Low-carbon Economy - an economy that produces minimal greenhouse gas emissions.
Low Impact Design - planning and developing places or buildings to have low environmental impact by managing, protecting and incorporating natural systems and natural components of the landscape (for example, stormwater management).
Mana Motuhake - independent self-sustaining authority for mana whenua / tangata whenua to make decisions.
Mana whenua - iwi, the people of the land who have mana or authority – their historical, cultural and genealogical heritage are attached to the land and sea.
Marine Protected Areas - areas of the marine environment especially dedicated to, or achieving through adequate protection, the maintenance and/or recovery of biological diversity at the habitat or ecosystem level in a healthy functioning state. They range from ‘no-take’ marine reserves to marine-protected areas that allow some extractive activities.
Masterplan - a detailed plan for a defined area, e.g. a centre or a new urban development. It involves the integration of all elements (including social, cultural, economic and environmental considerations) into one overall design and can include the final expected physical form of the buildings and spaces within.
Mataawaka - Māori whose mana resides outside the Auckland region. They have no ostensible tribal connection to Tāmaki Makaurau.
Mixed-Use Development - a mixture of activities such as residential, business, retail, or hospitality that occupy space within the same building or within the same block or area (i.e. an apartment building with shops, cafés and offices on the lower floors, or a town centre with these activities).
Natural Character - those qualities and values of the coastal environment, wetlands, lakes, rivers and their margins that derive from the presence of natural elements, natural patterns and natural processes. These qualities include the presence of indigenous and exotic vegetation including pasture, terrestrial, aquatic and marine habitats, landforms, landscapes, and seascapes, the function of natural processes and the maintenance of water and air quality. The lower the degree of human modification the higher the level of natural character.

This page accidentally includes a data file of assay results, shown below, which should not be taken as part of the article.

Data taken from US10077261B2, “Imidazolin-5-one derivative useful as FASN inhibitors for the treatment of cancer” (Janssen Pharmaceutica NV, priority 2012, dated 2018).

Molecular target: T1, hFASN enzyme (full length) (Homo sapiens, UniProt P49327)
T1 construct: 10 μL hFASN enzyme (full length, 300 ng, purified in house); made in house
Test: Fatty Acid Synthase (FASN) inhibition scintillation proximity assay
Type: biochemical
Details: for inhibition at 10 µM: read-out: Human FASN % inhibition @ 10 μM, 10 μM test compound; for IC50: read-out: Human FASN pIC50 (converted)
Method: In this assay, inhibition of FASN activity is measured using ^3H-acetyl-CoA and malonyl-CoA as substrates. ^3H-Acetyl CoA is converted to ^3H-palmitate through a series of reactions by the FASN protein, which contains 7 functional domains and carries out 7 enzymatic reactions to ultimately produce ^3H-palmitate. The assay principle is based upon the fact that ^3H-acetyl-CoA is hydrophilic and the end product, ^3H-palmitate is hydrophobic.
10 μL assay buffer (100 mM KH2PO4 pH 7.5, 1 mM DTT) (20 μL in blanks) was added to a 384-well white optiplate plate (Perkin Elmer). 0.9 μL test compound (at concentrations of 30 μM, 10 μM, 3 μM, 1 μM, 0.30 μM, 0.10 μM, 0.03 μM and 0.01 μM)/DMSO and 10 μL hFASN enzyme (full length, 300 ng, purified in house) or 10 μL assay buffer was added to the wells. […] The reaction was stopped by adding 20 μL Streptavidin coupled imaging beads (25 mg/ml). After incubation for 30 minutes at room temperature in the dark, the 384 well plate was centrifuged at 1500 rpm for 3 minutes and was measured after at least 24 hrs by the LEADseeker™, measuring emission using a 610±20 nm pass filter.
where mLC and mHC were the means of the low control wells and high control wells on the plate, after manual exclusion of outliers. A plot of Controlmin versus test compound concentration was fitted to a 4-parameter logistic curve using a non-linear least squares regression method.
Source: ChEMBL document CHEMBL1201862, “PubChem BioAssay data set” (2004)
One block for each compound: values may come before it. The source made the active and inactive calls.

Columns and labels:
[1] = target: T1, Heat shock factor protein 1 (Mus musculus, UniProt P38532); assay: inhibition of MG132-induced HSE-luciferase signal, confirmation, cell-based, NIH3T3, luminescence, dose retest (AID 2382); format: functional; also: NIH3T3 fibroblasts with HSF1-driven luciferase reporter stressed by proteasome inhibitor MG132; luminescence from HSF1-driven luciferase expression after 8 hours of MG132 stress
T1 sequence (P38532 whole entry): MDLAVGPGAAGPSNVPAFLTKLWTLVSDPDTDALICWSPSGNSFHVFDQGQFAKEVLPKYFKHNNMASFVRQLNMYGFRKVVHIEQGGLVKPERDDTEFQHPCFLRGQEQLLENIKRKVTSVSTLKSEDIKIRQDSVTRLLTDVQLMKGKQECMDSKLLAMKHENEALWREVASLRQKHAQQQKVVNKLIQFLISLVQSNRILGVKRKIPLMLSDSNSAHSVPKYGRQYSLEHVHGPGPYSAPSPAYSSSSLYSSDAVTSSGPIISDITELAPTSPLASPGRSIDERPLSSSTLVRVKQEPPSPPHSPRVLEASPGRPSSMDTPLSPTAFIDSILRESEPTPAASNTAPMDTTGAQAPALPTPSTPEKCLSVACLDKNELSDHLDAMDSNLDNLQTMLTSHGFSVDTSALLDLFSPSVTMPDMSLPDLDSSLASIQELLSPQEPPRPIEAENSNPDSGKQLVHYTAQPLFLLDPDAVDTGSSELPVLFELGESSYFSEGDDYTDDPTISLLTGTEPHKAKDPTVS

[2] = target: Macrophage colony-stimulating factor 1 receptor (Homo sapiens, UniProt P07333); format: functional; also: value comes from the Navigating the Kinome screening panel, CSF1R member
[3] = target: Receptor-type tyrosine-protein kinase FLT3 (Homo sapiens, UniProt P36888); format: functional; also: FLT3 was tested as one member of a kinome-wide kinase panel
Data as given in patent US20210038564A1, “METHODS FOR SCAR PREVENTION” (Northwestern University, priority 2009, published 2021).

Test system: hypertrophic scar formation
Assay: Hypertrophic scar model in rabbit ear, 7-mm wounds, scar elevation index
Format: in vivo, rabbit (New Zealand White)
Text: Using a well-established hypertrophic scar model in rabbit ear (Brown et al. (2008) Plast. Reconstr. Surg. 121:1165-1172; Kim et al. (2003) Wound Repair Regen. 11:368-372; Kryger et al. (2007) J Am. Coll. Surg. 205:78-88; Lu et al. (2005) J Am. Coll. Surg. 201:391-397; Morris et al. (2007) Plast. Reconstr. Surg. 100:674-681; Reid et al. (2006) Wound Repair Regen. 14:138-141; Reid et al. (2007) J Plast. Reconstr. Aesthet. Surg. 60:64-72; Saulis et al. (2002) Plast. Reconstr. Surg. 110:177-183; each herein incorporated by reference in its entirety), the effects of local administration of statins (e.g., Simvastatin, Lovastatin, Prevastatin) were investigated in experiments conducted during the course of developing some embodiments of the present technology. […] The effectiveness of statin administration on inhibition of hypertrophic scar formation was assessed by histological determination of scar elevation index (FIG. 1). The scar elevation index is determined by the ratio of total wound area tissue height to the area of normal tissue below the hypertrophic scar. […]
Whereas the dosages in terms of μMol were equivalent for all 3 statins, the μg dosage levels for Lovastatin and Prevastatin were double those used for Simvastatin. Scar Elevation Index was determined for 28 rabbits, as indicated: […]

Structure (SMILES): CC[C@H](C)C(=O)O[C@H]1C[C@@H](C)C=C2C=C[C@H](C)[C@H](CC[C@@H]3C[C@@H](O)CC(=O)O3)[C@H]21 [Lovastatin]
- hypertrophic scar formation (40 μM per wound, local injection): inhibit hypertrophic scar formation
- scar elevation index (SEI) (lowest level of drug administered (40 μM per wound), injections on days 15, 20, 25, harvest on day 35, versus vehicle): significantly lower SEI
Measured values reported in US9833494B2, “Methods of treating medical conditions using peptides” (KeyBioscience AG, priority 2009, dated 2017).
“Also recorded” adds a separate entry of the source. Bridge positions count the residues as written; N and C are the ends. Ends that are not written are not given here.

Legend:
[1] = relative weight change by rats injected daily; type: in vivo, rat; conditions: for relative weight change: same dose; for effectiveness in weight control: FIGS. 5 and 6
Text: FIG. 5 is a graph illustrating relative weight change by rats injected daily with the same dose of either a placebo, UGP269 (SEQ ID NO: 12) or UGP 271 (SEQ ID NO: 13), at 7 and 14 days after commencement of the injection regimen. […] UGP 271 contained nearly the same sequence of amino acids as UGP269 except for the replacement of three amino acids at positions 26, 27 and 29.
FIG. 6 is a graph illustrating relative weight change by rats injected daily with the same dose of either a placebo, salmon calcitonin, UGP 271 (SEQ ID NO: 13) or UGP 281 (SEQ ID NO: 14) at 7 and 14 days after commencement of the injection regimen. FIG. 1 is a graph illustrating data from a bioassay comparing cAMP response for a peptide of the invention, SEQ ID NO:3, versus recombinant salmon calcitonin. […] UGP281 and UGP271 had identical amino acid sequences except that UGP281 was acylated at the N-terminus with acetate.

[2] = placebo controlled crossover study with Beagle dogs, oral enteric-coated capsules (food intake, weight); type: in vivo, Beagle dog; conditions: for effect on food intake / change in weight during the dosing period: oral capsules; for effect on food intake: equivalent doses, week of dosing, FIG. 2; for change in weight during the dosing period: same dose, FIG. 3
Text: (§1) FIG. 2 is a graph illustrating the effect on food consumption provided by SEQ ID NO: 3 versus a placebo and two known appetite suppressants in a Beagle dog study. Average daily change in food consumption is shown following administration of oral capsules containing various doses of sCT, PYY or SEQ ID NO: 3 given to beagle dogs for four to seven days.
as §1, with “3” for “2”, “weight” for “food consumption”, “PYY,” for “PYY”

Natural Heritage - includes indigenous flora and fauna, terrestrial, marine and freshwater ecosystems and habitats, landscapes, landforms, geological features, soils and the natural character of the coastline.
Natural Resource Accounting - assessment of the value of natural resources, including their ecosystem services, for the purposes of measuring the full cost of decisions that affect these resources.
Network Utilities - Infrastructure assets, networks, and activities that are used for the purposes of the generation, transmission, and distribution of energy and fuels including natural gas and petroleum products; the collection, treatment and distribution of potable water; the collection, treatment, and disposal of wastewater; the collection, treatment, and disposal of stormwater, and the operation of telecommunication and radiocommunication networks.
Off the plan - when a property is offered for sale on the basis of the plans and has not yet been constructed.
Ōritetanga - balance, equality of outcomes.
Outcomes - the seven aspirational outcomes of the Auckland Plan articulate the vision of Auckland as the world’s most liveable city and describe what Auckland will be like in 2040.
Papakāinga - a settlement or village which can include a range of activities associated with residential living, e.g. marae complex, gardening and social and economic development.
Papakāinga Housing - housing development within a papakāinga.
Photovoltaics - this is a method of generating electrical power by converting solar radiation into direct current electricity.
Place-Making - the process of planning, designing and building places in an integrated way so that they are successful, attractive for people and enduring. It requires consideration of the relationships between all the parts of a place and the way they work together rather than a focus on each part (e.g. building) in isolation from the whole area.
PM10 - particles, or particulate matter, emitted to air that have a diameter less than or equal to 10µm, which can penetrate deep into the human lung.
Portage - refers to the practice of carrying watercraft or cargo over land to avoid river obstacles, or between two bodies of water. A place where this carrying occurs is also called a portage.
Precinct Plan - similar to masterplan but usally applies to parts of an existing centre that has a distinct role and function to other parts of the same centre.
Quality Transit Network (QTN) - high-frequency network of public transport services, generally buses, operating mainly on the road network but facilitated by bus lanes and other improvements to reduce the effect of road congestion on the quality and reliability of the service.
Rapid Transit Network (RTN) - fast, high-frequency public transport such as rail services and busways that are physically separate from the general road network and unaffected by road congestion.
Renewable Energy - energy generated from solar, wind, hydro-electricity, geothermal, biomass, tidal, wave, or ocean current energy sources.
Retail Activities - the use of land or buildings for displaying or offering goods for sale or hire to the general public, but does not include commercial services. Included as part of commercial activities (outlined above).